5 Haziran 2006 Pazartesi

Islamic Political Identity in Turkey: Rethinking the West and Westernization

İhsan D. Dağı, METU/ODTÜ
CPS International Policy Fellowship Program
Central European University
This research is an attempt to understand the shifts in the identity shaping perception of the west prevalent among the Turkish Islamists. While observing that modern Islamic identity in Turkey has been shaped by an opposition to the west, western political values and westernization policies of the republic it is argued that understanding of the west by the Islamists was not locked in the late 19th century. In recent years it can be observed that in a ‘unique’ way the Islamists have departed from their conventional position and seemed to engage in a process of 'rethinking' the west, modern/western political values as well as westernization. What I call rethinking the west and westernization have its roots in recent political developments in Turkey, which will be explained in detail in the forthcoming pages. The changing discourse of Turkish Islamists presents an important move not only for the spread of modern political values among the Islamists of Turkey but also for a possibility of rapprochement between Islam and the west in the post-September 11 context. Thus the objective of this research is to assess the depth of Turkish Islamists' rapprochement with the west and westernization, and evaluate whether this discursive shift is circumstantial or substantial with an impact on the identity formation of modern Islamists. The paper will therefore address at political and intellectual background of the roots and elements of 'rethinking' the west, 'western/modern' values and westernization by explaining the themes and terms of the Islamists' debate, and evaluate its outcomes and impacts.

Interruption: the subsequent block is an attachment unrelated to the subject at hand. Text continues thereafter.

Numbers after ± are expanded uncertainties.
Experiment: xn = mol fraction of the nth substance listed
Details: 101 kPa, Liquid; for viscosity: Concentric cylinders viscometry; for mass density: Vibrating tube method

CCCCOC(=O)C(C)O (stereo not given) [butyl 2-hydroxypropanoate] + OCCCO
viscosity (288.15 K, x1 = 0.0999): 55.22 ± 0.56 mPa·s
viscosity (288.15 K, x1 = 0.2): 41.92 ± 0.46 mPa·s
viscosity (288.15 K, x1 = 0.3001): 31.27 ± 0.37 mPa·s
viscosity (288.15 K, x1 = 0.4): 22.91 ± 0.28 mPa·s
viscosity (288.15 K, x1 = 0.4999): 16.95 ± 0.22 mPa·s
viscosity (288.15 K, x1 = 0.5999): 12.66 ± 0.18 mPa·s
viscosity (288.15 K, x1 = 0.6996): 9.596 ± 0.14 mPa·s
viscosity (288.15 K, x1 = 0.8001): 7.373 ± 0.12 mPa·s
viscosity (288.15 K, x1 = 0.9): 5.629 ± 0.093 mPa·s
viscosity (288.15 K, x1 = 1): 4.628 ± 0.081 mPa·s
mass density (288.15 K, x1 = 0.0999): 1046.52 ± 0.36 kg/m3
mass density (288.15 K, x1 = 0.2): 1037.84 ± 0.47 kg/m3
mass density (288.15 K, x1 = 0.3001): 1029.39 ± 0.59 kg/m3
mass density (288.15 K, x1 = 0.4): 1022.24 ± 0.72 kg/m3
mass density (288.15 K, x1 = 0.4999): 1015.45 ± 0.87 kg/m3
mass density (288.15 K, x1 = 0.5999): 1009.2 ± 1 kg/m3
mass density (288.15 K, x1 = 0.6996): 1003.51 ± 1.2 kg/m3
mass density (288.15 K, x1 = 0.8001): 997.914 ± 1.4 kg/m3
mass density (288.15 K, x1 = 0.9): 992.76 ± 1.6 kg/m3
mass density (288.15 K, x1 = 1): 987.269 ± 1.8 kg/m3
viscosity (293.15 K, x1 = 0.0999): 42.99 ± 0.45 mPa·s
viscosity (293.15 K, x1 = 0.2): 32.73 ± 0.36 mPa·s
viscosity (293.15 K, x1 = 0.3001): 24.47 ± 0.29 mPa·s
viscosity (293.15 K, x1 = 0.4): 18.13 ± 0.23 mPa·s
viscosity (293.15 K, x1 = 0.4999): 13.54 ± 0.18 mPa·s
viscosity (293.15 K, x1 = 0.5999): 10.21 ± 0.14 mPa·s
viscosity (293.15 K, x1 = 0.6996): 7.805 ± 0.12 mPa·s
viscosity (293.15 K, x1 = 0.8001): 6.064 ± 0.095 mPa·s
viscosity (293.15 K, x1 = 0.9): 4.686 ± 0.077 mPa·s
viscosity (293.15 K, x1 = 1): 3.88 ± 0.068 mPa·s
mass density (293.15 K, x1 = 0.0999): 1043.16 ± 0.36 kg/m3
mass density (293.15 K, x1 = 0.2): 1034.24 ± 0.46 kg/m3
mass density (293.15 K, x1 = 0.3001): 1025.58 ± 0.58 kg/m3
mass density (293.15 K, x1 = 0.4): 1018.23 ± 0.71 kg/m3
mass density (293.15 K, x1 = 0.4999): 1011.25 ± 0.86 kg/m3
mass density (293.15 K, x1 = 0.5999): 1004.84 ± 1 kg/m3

To conclude it can be asserted that the Islamists in Turkey have had more problems with westernization and the Kemalist secularization than the west itself. Therefore as the Kemalists seemed to have abandoned westernization in recent years the Islamists have moved in advocating further westernization that meant democracy, closer integration with the EU and a lesser Kemalist state. A democratic state that could be formed by the support of the west was expected to be a non-ideological state leaving the Islamists free from the interventions/exclusions of the Kemalists. That is to say that the Islamists' attitude towards the west was rather 'situational' determined by the pro-westernism of the Kemalists. As the situation changed so did the positions of the Kemalists and the Islamists. The Islamists seem to have determined their position of the west on the attitude of the westernizers. This new situation provided an opportunity for the Islamists to rethink the west and western values.

Then a fundamental question emerges; what is to be left of Islamism as a result of the rethinking process? As rejection of the west and westernization was the very basis on which modern Islamist identity was built the rapprochement with the west and westernization shakes the very basis of Islamist identity. What is left is not an Islamist identity as we know it. A political movement that embraces modern political values of democracy, human rights and the rule of law, and advocates integration with the EU, and manages to get votes from all segments of society can hardly be called Islamist, that is the break away Ak Party. Transformation of the NVM shows how the movement gave birth to a new political party (Ak Party) with a liberal, democratic and pro-western identity and politics as a result of its changing discourse on democracy, human rights, the rule of law and the EU membership. It is a case proving that a discursive shift may be followed by a fundamental change in the identities under certain circumstances. A departure from rejecting the west and westernization seems to have transformed the Islamic self in Turkey with a tremendous impact on the relationship between Islam and the west.
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